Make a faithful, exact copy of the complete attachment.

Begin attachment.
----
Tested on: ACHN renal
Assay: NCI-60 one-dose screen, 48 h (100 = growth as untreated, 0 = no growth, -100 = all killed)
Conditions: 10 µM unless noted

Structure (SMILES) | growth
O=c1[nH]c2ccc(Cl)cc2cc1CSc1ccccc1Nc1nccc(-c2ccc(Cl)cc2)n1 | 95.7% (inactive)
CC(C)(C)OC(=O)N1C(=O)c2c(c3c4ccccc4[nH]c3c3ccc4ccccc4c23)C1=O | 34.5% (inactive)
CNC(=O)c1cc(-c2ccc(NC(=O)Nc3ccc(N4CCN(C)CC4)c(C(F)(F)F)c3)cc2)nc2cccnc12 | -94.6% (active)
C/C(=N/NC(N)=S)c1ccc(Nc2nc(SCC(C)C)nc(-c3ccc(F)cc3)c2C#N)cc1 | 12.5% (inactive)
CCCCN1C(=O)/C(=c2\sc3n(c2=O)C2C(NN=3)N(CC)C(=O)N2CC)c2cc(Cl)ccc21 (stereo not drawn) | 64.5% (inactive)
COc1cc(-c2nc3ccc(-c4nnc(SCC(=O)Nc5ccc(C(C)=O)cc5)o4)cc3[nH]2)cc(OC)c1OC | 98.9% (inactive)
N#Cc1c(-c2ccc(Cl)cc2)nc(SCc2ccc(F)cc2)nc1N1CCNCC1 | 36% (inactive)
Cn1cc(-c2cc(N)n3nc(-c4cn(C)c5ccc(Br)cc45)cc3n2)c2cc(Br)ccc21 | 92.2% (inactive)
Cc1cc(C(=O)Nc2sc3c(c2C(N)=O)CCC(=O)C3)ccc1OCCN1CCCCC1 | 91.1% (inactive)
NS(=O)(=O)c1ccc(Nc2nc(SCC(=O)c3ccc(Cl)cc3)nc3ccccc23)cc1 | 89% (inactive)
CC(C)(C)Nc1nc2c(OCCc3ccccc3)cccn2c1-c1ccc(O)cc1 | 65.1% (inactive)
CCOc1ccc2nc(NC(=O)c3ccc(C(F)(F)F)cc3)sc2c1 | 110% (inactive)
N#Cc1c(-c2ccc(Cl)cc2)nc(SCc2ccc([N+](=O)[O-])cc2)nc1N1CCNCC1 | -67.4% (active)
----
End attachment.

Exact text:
Tested on: ACHN renal
Assay: NCI-60 one-dose screen, 48 h (100 = growth as untreated, 0 = no growth, -100 = all killed)
Conditions: 10 µM unless noted

Structure (SMILES) | growth
O=c1[nH]c2ccc(Cl)cc2cc1CSc1ccccc1Nc1nccc(-c2ccc(Cl)cc2)n1 | 95.7% (inactive)
CC(C)(C)OC(=O)N1C(=O)c2c(c3c4ccccc4[nH]c3c3ccc4ccccc4c23)C1=O | 34.5% (inactive)
CNC(=O)c1cc(-c2ccc(NC(=O)Nc3ccc(N4CCN(C)CC4)c(C(F)(F)F)c3)cc2)nc2cccnc12 | -94.6% (active)
C/C(=N/NC(N)=S)c1ccc(Nc2nc(SCC(C)C)nc(-c3ccc(F)cc3)c2C#N)cc1 | 12.5% (inactive)
CCCCN1C(=O)/C(=c2\sc3n(c2=O)C2C(NN=3)N(CC)C(=O)N2CC)c2cc(Cl)ccc21 (stereo not drawn) | 64.5% (inactive)
COc1cc(-c2nc3ccc(-c4nnc(SCC(=O)Nc5ccc(C(C)=O)cc5)o4)cc3[nH]2)cc(OC)c1OC | 98.9% (inactive)
N#Cc1c(-c2ccc(Cl)cc2)nc(SCc2ccc(F)cc2)nc1N1CCNCC1 | 36% (inactive)
Cn1cc(-c2cc(N)n3nc(-c4cn(C)c5ccc(Br)cc45)cc3n2)c2cc(Br)ccc21 | 92.2% (inactive)
Cc1cc(C(=O)Nc2sc3c(c2C(N)=O)CCC(=O)C3)ccc1OCCN1CCCCC1 | 91.1% (inactive)
NS(=O)(=O)c1ccc(Nc2nc(SCC(=O)c3ccc(Cl)cc3)nc3ccccc23)cc1 | 89% (inactive)
CC(C)(C)Nc1nc2c(OCCc3ccccc3)cccn2c1-c1ccc(O)cc1 | 65.1% (inactive)
CCOc1ccc2nc(NC(=O)c3ccc(C(F)(F)F)cc3)sc2c1 | 110% (inactive)
N#Cc1c(-c2ccc(Cl)cc2)nc(SCc2ccc([N+](=O)[O-])cc2)nc1N1CCNCC1 | -67.4% (active)